Spreadsheets

Whether you are using the most widely used spreadsheet software Excel, or maybe Google Slides, the main purpose of the software is to enable collection and manipulation of data. Data is collected in cells and then formulae and rules can be applied in order to draw some kinds of conclusions. Graphs and charts can be created in order to help visualize data. Spreadsheet software is incredibly powerful and is commonplace in the world business.

A 5th grade context is maybe a little easier to introduce the use of spreadsheets because of the cross curricular opportunities which exist. We can teach maths skills while collecting data about Greek Gods, analyze traffic data during a geography study or make charts following an entrepreneur project. We can use charts to illustrate historical data when studying the Egyptians. One of the most important skills though is to teach children the power of data. Understanding what points on a line graph represent is important, helping them to start to figure out what is happening between those points and why it is happening is a valuable analytical skill which can carry over to many other subjects.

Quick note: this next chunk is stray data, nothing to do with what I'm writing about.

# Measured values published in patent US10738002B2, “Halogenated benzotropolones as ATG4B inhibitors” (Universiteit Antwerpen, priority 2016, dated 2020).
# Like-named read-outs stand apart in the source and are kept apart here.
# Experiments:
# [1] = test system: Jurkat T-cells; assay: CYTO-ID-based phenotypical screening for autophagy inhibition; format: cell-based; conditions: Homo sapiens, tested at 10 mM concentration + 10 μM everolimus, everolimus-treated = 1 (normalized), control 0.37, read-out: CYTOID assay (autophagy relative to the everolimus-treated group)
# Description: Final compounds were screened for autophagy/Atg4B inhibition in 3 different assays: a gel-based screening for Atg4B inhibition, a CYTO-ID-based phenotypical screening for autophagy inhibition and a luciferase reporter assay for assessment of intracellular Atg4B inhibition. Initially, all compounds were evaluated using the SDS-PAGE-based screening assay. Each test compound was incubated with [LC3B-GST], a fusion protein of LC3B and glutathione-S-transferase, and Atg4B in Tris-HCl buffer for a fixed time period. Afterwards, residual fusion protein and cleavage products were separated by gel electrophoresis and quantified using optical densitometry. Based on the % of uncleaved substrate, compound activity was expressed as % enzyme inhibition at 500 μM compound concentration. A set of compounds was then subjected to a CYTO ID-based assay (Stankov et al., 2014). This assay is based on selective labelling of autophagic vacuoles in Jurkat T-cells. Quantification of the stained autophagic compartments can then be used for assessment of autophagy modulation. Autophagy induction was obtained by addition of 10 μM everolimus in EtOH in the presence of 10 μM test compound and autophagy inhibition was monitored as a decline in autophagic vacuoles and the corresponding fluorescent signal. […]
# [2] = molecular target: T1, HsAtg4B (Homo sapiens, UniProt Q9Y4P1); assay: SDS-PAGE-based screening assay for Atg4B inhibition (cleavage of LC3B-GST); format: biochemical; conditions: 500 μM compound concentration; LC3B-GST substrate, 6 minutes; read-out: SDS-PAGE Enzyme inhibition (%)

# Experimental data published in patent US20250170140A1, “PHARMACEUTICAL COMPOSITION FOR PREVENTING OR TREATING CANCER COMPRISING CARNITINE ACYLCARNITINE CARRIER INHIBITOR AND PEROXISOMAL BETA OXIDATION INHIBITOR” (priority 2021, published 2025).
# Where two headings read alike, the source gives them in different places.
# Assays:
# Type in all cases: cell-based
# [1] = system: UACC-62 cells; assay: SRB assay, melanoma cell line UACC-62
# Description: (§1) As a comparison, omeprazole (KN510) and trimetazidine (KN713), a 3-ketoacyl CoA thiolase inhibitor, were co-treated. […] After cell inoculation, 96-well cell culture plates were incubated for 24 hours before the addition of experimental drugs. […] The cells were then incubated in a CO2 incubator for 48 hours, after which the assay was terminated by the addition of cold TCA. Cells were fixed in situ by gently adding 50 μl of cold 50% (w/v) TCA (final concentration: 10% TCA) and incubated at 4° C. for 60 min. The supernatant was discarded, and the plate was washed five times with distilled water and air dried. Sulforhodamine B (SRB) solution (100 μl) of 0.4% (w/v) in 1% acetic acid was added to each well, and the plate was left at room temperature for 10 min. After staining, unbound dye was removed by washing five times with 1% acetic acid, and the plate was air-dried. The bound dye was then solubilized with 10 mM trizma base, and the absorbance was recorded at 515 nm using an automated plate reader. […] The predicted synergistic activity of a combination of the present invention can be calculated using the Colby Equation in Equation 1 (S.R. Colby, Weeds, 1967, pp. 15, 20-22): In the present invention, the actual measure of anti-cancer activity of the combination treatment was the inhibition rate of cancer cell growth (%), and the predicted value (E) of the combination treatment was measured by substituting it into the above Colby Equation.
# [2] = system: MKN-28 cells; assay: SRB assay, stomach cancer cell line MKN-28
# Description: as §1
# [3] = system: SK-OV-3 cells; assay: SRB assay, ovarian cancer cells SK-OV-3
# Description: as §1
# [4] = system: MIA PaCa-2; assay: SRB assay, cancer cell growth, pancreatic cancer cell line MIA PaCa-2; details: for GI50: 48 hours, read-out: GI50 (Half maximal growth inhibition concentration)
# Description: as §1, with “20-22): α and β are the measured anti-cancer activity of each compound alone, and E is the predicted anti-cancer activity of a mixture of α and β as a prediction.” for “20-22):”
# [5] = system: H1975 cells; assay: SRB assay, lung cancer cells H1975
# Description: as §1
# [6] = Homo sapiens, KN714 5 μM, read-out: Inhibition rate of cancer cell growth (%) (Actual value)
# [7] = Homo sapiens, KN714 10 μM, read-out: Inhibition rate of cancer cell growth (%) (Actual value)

Presentation tools

I have a personal loathing of slide transitions! Without guidance, 5th graders navigate towards animations and transitions like bees to honey and will happily spend hours finding the exact way to spin in paragraph word by word! The number of bad training sessions I have sat through in which I was read to is burned into my brain. Presentations are easy to get wrong.

As long as I have had access to a projector in my class, I have used presentation software to try and engage pupils. Looking back now, many of my attempts probably did not help learning much. Powerpoint became synonymous with presentation software so much that my pupils still refer to presentations as, ‘Powerpoints’ even if they are using Google Slides or Keynote. It has been that influential. Now tools such as Prezi and Emaze make creating different types of presentation much easier – but can lead to a focus on the visual tricks and take away from the important aspect of what is being said. The technical skill of using the software has to be matched with an understanding of how to create an effective presentation. Roblyer states that, “The effectiveness of interactive presentations depends largely on the designer’s authoring skills.” (Roblyer 2016, p135)